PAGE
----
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The Flea Dilemma for Cancer Dogs

Pawrents of dogs with cancer face an awful dilemma about coping with fleas and ticks. Our dogs already have weakened immune systems while battling cancer, which makes them an easy target for fleas. But if our cancer dogs suffer from a flea infestation and we use a strong flea control product to fight them, are we exposing our Tripawds to an even greater danger?

According to, in 2008, “the Federal Drug Administration reported that it received more than 44,000 reports of adverse reactions associated with spot-on flea control products . . . That figure represents an increase of about 53% from 2007, the EPA said.” These adverse reactions included everything from neurological affects to chemical burns to death.

The toxins in modern flea control products are powerful chemicals that cause a dog’s body to work overtime to fight off any potentially harmful reactions. Some dogs experience side effects, some don’t. But by using these products, we could be putting our dogs at risk for more cancer growth, because cancer cells thrive in an unhealthy environment. So what’s a pawrent to do?

Start with a Dose of Patience

For dogs with cancer, approaching the flea issue is a multi-faceted, longer term solution that will require heavy doses of patience and housekeeping on your part. Natural flea prevention methods will take longer, sometimes up to a month to kick in. But the wait is worth it, because in the end, you’ll have peace of mind knowing that you created the best anti-cancer environment possible for your Tripawd.

A Few Tips for Fighting Fleas on a Cancer Dog

Upgrade her Diet. Poor quality food creates unhealthy dogs with dry skin. Flaky skin provide a feast for parasites, whose bites will exacerbate the problem. Fight the flea problem at the source, by upgrading your Tripawds’ diet to the best diet you can afford. Brewers Yeast and Omega 3 and chelated Zinc (10 mg daily for small dogs; 20 mg for larger ones) are good supplements that work to repel fleas.

Flea Comb for Dogs and Cats (4.5")Buy a Good Flea Comb. This inexpensive tool is your best defense against fleas. It’s time consuming, but look at it as an easy way to spend quality time together. Do it outside and dip the comb in soapy water to drown fleas whenever you find them.

Vacuum Regularly. Buy vacuum bags in bulk and vacuum several times a week. Get into all cracks and crevices. Replace the bags every time. Take the vacuum outside and put the bag/canister contents into a sealed plastic bag. Housekeeping’s a chore, but you won’t have fleas and your house will be cleaner.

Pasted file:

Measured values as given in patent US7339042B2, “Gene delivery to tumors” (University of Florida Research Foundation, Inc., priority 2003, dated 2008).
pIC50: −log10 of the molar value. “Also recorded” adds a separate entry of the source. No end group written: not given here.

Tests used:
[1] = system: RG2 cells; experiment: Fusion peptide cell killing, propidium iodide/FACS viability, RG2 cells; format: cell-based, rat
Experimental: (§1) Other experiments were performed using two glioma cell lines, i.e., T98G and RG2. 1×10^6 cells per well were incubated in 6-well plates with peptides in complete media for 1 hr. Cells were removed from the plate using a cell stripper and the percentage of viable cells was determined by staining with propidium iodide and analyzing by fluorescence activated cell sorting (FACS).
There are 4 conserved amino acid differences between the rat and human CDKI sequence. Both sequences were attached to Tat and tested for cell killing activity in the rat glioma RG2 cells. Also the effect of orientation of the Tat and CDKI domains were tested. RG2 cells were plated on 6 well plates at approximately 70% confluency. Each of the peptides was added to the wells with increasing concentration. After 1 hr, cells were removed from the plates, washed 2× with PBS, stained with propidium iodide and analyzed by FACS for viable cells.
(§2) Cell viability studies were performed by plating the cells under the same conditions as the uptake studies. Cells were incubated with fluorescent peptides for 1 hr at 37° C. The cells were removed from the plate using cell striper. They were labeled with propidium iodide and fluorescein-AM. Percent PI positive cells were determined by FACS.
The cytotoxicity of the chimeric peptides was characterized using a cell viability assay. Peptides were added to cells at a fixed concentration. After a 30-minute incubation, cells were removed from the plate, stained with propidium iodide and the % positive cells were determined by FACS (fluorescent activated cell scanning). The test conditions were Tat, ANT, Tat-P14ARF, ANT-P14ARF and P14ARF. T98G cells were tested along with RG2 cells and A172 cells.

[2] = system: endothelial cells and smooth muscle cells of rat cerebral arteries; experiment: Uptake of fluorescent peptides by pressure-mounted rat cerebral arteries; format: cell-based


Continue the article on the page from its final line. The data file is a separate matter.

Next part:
Use Diatomaceous Earth. This chalky dust has microscopic sharp-edged particles that attach themselves to fleas, causing them to dehydrate and die. Sprinkle on cleaned beds, carpets and floors and work in with a broom. Purchase lawn and garden/pets version, NOT the one made for swimming pools.

In a few weeks, Tripawds will put our Spokesdog Wyatt Ray to work again, when he reviews a new, all natural flea control product that we just heard about, Southwestern Cedar Oil. Stay tuned as we test it in the flea capital of the world, Texas.

Suggested reading:

Tripawds News Blog: Try Natural Flea Relief

Tripawds Nutririon Blog: Fight Fleas Naturally with Cedar Oil

Tripawd Forums: Flea Medicine

Mother Earth News: Natural Flea Control

Battling Fleas, Ticks, & Mosquitoes: Pet Health Care or Billion Dollar Pet Industry?

Please be aware that we are not veterinarians. The information presented here is not meant to be construed as medical advice or guidance, nor should it be substituted for professional veterinary assistance. Always discuss any remedies and treatments you wish to pursue with your veterinarian.

8 thoughts on “The Flea Dilemma for Cancer Dogs”

  1. swell. Magic’s doc said ok to use frontline and I did. I am not using anything on the kitty right now, mainly because he crawls under the covers and two days after advantage I try to stay away from his neck…impossible when he is under the sheets……

  2. I think it is important to note that there are different levels of safety when you are using spot-on products. Most over-the -counter products are cheaper because they contain pyrethrins which are pesticides. These would include the Hartz and Bio-Spot products. These are the products that commonly cause toxicities and can even kill a cat since they are so sensitive to this chemical. The main ingredients in Revolution, Frontline, and Advantage work by attacking the insect’s nervous system so are pretty safe when used on mammals, even at high doses.

    I still think it is smart to use natural flea control if your dog is undergoing chemo but if you live in a part of the country with a bad flea problem then a dose or two or Frontline is not too bad.


  3. Move to Vegas! We don’t have fleas and ticks! I love it when I see flea collars at Walmart! I’m sure the buying agent is scratching his head wondering why no one is buying one!


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